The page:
After learning of concerns that two figures are “very similar” and “some of the error bars look unevenly positioned,” the rest of the authors were unable to locate the raw data, according to the note. The journal could not reach Obokata for comment before publishing the retraction.
Sources in the scientific community confirm that early versions of the STAP work were rejected by Science, Cell, and Nature.
Parts of those reviews reviews have surfaced, notably in a RIKEN report. Science‘s news section reported:
For the Cell submission, there were concerns about methodology and the lack of supporting evidence for the extraordinary claims, says [stem cell scientist Hans] Schöler, who reviewed the paper and, as is standard practice at Cell, saw the comments of other reviewers for the journal. At Science, according to the 8 May RIKEN investigative committee’s report, one reviewer spotted the problem with lanes being improperly spliced into gel images. “This figure has been reconstructed,” the RIKEN report quotes from the feedback provided by a Science reviewer. The committee writes that the “lane 3” mentioned by the Science reviewer is probably the lane 3 shown in Figure 1i in the Nature article. The investigative committee report says [co-author Haruko] Obokata told the committee that she did not carefully consider the comments of the Science reviewer.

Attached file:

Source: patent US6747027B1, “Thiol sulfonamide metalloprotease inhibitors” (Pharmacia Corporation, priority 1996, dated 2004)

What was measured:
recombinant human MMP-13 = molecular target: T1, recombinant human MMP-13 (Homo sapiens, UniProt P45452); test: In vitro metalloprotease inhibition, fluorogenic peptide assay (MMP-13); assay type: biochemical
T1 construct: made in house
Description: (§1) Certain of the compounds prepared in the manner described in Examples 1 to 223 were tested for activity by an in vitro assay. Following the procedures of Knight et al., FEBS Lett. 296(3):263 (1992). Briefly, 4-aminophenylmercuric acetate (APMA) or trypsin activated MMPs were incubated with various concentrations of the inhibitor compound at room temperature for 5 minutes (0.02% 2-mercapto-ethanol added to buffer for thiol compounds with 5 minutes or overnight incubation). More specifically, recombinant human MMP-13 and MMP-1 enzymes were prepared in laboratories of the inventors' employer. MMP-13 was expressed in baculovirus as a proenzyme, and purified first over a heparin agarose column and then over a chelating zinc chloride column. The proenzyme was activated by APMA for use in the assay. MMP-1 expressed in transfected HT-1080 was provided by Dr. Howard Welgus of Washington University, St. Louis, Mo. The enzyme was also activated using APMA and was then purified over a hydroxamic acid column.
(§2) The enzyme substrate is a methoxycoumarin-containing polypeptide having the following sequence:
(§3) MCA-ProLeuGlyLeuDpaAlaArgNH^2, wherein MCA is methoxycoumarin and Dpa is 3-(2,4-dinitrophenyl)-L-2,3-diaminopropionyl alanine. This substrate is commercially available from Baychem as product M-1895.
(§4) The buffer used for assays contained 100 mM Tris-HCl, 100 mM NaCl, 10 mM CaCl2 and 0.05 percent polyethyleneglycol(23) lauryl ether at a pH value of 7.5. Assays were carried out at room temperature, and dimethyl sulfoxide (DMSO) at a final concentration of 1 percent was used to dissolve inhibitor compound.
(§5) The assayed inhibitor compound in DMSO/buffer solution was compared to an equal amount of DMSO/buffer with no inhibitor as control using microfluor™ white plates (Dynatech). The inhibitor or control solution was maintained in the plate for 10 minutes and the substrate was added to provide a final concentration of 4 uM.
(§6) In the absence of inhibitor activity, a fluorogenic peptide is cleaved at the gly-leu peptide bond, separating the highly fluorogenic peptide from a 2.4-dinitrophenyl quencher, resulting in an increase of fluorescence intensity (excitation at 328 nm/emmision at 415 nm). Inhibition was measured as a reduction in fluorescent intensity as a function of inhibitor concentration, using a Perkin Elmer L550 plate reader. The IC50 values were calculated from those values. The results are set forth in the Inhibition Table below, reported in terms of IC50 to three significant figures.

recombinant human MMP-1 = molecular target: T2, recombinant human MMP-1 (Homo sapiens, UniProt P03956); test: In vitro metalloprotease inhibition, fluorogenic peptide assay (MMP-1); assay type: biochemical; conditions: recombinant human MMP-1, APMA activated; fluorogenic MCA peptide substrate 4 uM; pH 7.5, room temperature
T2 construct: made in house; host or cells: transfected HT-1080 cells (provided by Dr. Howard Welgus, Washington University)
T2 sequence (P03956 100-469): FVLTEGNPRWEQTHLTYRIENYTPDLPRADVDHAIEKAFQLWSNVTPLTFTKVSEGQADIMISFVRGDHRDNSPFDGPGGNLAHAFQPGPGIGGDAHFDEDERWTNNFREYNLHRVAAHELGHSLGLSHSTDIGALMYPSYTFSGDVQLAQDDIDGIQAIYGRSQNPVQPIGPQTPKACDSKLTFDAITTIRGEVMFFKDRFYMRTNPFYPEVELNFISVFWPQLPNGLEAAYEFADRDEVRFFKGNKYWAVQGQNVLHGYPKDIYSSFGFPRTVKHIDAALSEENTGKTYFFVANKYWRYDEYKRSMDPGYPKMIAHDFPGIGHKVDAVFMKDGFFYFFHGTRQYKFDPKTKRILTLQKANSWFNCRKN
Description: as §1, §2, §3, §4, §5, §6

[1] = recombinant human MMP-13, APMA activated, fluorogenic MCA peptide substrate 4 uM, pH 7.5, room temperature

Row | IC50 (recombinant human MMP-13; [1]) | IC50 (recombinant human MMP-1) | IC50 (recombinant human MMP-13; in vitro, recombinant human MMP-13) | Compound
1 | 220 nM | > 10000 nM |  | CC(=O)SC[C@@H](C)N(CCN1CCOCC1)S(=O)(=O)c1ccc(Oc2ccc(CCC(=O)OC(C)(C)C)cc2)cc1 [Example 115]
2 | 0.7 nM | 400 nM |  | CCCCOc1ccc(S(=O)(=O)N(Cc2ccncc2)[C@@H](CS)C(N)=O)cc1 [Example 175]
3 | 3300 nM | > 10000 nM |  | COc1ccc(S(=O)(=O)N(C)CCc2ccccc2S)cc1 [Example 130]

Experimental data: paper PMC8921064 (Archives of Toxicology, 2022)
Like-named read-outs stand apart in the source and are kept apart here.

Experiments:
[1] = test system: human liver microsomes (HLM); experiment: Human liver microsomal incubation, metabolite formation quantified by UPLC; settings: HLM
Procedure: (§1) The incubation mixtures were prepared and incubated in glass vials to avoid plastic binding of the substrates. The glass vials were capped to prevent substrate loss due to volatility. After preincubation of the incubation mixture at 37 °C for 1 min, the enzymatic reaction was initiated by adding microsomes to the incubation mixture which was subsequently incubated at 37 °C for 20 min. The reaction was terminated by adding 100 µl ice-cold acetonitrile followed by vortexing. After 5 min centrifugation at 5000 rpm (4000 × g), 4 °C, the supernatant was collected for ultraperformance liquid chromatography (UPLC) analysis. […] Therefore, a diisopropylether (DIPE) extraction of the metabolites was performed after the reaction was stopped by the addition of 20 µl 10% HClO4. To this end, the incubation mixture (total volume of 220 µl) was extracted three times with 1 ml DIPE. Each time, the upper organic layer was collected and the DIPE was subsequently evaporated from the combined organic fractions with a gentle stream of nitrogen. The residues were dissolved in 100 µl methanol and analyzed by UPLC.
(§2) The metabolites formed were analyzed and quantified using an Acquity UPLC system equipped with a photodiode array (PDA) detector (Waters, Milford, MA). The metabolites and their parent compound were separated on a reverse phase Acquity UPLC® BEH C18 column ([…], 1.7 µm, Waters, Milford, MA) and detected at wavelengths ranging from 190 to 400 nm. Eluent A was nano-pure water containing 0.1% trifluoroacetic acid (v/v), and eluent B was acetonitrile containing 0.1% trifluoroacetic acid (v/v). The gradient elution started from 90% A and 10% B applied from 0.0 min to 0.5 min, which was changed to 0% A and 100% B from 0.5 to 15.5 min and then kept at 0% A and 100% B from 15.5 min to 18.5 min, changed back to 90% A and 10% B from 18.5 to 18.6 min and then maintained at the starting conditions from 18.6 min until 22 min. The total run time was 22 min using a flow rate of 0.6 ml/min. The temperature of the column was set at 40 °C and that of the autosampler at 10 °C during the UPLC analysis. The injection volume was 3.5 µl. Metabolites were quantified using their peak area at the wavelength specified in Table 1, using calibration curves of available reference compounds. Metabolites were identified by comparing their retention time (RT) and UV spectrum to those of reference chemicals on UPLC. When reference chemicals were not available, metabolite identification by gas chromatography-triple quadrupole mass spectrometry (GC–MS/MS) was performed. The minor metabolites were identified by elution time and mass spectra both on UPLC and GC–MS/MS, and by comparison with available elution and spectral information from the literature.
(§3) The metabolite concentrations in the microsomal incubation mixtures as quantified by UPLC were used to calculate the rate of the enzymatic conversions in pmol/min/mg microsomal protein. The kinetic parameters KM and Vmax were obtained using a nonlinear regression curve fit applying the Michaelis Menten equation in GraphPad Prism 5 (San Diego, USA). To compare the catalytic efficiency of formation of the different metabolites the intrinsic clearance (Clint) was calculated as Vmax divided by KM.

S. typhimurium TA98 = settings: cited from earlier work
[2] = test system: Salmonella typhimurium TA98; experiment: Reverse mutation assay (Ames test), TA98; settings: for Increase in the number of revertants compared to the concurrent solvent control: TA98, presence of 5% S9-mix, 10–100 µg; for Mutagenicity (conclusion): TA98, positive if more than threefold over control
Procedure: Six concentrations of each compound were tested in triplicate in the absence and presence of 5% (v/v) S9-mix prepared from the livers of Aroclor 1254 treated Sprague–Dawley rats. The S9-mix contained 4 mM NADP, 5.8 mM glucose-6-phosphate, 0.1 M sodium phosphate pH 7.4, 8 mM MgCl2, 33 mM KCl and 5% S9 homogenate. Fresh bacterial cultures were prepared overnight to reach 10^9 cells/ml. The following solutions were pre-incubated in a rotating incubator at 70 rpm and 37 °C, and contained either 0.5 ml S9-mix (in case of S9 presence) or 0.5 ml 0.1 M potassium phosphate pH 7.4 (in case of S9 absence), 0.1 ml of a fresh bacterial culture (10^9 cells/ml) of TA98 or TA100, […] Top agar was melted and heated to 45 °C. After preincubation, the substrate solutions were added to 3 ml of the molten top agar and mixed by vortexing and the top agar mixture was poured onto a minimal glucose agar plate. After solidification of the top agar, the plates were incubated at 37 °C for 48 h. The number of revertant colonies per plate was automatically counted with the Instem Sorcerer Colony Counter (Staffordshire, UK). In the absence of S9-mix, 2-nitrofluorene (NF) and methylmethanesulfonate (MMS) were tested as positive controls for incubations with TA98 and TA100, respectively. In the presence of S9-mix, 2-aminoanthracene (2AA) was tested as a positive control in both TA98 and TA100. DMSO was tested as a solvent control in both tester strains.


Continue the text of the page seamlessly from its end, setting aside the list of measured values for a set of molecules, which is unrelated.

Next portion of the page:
Charles Vacanti, a Harvard anesthesiologist and stem cell pioneer whose name appeared on both retracted STAP stem cell papers, is giving up his post as chair of anesthesiology at Brigham and Women’s Hospital, and taking a year-long sabbatical.
A significant chapter of the nearly six-month saga of the STAP stem cell controversy has come to an end, with Nature running retraction notices for the two papers involved. The journal has also published an editorial about the case that’s worth a read.
Last month we wrote that Haruko Obokata, the Japanese stem cell researcher whose work is under a cloud of suspicion, had agreed to call for the retraction of one of two disputedNaturepapers about her findings. Now Reuters is reporting that Obokata will ask for the second article to be pulled, as well (one of the articles was a research letter).
Waseda University in Japan says it will be vetting every doctoral dissertation it awards its graduate-level students in Advanced Science & Engineering* for signs of plagiarism, according to a report in the Japan News, a site of the Yomiuri Shimbun. The paper reports that: